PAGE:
• 2010: In 2011, Facebook launches Open Compute Project, an industry-wide initiative to share specifications and best practices for creating the most energy efficient and economical data centers. In 2012, surveys indicated that 38 percent of businesses were already using the cloud, and 28 percent had plans to either initiate or expand their use of the cloud. In 2013, Telcordia introduces generic requirements for telecommunications data center equipment and spaces. The document presents minimal spatial and environmental requirements for data center equipment and spaces. Google invested a massive $7.35 billion in capital expenditures in its Internet infrastructure during 2013. The spending was driven by a massive expansion of Google’s global data center network, which represented perhaps the largest construction effort in the history of the data center industry.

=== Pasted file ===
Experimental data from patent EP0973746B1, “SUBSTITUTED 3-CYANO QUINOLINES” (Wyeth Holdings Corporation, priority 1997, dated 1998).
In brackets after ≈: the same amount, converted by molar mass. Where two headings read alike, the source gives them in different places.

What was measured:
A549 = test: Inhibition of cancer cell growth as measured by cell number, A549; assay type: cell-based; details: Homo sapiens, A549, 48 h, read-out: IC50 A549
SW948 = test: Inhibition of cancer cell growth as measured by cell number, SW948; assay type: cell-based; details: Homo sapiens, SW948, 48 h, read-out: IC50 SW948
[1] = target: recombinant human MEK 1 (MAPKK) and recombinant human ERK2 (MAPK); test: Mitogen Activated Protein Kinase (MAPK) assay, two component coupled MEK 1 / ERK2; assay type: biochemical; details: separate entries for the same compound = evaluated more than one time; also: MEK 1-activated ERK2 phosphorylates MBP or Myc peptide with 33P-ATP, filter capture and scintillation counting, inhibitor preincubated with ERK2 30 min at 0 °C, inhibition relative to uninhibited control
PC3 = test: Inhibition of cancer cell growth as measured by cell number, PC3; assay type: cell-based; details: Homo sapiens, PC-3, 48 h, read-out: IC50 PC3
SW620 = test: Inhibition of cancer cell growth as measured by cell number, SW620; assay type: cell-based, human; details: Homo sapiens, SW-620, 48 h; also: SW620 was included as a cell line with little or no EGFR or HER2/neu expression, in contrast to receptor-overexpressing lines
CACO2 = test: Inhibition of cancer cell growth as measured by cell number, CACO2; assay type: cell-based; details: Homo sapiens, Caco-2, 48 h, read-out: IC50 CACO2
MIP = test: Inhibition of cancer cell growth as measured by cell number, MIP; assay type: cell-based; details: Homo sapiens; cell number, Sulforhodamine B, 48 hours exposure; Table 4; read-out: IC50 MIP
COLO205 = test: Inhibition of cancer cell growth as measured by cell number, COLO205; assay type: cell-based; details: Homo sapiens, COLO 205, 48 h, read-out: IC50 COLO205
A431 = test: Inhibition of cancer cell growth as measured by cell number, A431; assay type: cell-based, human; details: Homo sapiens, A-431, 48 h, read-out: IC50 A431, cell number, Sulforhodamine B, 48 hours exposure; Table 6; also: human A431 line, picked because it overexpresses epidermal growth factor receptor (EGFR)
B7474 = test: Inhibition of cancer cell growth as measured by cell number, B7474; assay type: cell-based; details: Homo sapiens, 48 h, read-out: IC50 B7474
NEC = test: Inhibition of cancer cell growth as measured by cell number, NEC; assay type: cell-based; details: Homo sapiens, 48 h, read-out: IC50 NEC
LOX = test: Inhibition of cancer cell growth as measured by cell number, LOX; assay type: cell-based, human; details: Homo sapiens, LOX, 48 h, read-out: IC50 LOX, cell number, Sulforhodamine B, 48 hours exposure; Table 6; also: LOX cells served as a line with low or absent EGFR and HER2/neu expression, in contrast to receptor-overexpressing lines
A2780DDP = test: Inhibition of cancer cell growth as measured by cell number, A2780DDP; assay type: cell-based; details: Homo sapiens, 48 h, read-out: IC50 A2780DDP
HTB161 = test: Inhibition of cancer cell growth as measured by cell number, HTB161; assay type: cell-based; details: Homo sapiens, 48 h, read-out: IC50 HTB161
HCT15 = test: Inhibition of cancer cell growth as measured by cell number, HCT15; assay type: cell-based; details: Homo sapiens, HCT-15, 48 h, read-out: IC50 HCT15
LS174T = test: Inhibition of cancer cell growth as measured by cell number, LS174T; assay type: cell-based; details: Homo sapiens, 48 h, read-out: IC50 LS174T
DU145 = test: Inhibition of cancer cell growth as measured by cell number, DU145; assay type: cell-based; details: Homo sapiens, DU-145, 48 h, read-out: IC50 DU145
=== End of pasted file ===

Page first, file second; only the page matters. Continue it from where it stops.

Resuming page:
• 2020: Today, the data center is driving to a new model (client-server) based on subscription. Companies choose this model to reduce their costs. They don’t need to purchase expensive hardware and constantly upgrade it. Instead, they use cloud services, where a third party is responsible for the hardware resources and often for the IT support as well. The future consists of low-power, long-lasting client devices that connect to the cloud (data centers) where all of the processing is done.

Benefits of Cloud

In the time line, we have seen the sequential evolution of cloud computing. In the following section, we will summarize them mainly. We will write down the major advantages of it.

Infrastructure Cost

One of the major benefit is “Cost Reduction”. Cloud computing eliminates the capital expense like purchasing hardware and software, setting up and running on-site Data Centers, the racks of servers, the round-the-clock electricity for powering & cooling and the IT experts for managing that infrastructure.